Swiss Bank Accounts for Non-Residents

swiss bank accounts

Swiss bank accounts for non-residents are the stuff of legends. Commonly, they are associated with Bond movies or tall tales of kingpin dealings. The reality is much less exciting but may offer perks you didn’t know you needed.

Swiss banks are famous for keeping your information private, making it a known tax haven. For hundreds of years, Switzerland has kept bank account information secret to maintain neutrality and sovereignty. The Banking Law of 1934, created the avenue for secrecy and privacy in modern banking. It made it criminal to release personal account information except in extreme circumstances. They won’t hold your secrets if you’re suspected of severe crimes.

Contrary to popular belief, Swiss banks will release your information if they have to. Additionally, if the bank has locations in the US, then the American laws apply. You lose the privacy protection of having a Swiss account. Also, the tax treaty signed in 2012 allows the release of information with a valid request.

Other Benefits of a Swiss Bank Account

In spite of this, a Swiss bank account can still evolve your financial standing. First, the Swiss economy is one of the most stable in the world. Second, most Swiss bank accounts let you hold funds in multiple currencies, creating automatic diversity. Most common are US dollars, Euro, Swiss Franc, and British pound. Third, Swiss banks are known for wealth management. They will invest your funds, earning you more than the typical interest rates at American banks. Finally, you may be protected from lawsuits if you fall under the Swiss banking laws. Again, hat all depends on the bank’s location.

Account Requirements

Opening a bank account in Switzerland can be daunting, so it’s best to prepare. Opening an account can take weeks to a month. While the only qualification for a non-resident is that you are at least 18 years of age, several documents are required. You will need your passport, proof of income, source of deposits, utility bills to verify your home address, and other materials.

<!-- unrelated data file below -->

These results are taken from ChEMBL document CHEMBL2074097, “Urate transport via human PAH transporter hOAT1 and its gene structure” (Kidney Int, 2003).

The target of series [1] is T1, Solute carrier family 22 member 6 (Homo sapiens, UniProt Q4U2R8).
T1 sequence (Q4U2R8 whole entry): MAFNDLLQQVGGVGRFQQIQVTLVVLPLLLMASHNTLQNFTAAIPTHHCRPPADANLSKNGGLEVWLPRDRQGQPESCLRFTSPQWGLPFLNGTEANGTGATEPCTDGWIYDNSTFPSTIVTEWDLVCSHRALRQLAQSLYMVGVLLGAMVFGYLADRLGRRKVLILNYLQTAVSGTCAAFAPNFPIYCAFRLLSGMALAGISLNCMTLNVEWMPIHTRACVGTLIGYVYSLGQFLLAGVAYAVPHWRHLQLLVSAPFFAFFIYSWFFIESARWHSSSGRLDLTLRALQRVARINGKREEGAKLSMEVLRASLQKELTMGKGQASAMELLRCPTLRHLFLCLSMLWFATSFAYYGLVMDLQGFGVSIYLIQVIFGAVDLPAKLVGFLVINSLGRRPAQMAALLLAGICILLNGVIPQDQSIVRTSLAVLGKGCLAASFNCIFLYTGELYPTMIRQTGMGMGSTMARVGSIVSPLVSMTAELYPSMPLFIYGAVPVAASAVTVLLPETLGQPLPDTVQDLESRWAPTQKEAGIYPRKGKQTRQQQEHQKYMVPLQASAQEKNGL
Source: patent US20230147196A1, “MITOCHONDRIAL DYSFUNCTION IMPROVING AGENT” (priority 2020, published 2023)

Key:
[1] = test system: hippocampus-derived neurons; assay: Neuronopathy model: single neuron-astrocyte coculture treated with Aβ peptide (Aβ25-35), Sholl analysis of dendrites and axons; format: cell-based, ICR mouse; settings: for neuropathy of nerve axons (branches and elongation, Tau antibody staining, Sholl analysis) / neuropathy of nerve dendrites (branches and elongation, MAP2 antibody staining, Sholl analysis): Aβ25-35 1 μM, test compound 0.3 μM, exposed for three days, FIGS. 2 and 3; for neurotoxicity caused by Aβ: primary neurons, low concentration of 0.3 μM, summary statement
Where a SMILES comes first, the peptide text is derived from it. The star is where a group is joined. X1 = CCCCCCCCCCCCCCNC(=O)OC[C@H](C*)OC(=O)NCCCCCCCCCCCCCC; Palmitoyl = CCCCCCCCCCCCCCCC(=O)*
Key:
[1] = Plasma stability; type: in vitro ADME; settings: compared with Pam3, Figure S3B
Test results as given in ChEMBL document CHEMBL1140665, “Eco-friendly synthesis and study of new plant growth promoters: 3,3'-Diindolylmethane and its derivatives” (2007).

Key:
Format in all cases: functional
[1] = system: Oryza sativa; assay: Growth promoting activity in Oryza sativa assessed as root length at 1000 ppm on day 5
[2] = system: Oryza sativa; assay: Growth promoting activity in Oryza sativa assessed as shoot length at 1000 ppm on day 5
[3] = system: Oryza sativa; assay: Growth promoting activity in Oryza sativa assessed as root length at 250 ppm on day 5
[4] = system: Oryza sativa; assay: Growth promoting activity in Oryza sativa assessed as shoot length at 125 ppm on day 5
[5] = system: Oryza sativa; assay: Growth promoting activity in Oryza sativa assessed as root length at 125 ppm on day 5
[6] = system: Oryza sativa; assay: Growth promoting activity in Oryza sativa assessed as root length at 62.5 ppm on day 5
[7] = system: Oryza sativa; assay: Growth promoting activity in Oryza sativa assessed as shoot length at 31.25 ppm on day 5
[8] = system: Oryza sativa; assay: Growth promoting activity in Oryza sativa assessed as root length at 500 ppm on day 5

To avoid money laundering and other crimes, the Swiss banks are meticulous in reviewing applications. You may need authentication verification of your documents. There are agencies and brokers to assist with the process if you can’t open an account in person. You can also submit your completed package by mail or fax. If you’re going to move to Switzerland, make sure you start the process early. You need a local bank account to rent an apartment, and you need a local address to open an account.

How Much Money Do You Need?

As previously mentioned, Swiss banks want to invest your money. A lot of the banks have no fee or deposit required to open an account. However, the minimum deposit once you start may be as high as 5,000 CHF ($5,126). I saw others as high as 100,000 CHF ($102,520) and 250,000 CHF ($256,300).

If you’re opening a wealth management account, your minimum deposit could 750,000 – 1,000,000 CHF ($768,900 – $1,025,200). Plus, if you want the numbered account, that doesn’t have your name associated with it, the fee is at least 2,000 CHF ($2050) annually. There are also fees for transfers, checks, cards, and account maintenance.

If your needs outweigh the fees, then a Swiss bank account might work. I encourage you to do your research and choose the best option for you.

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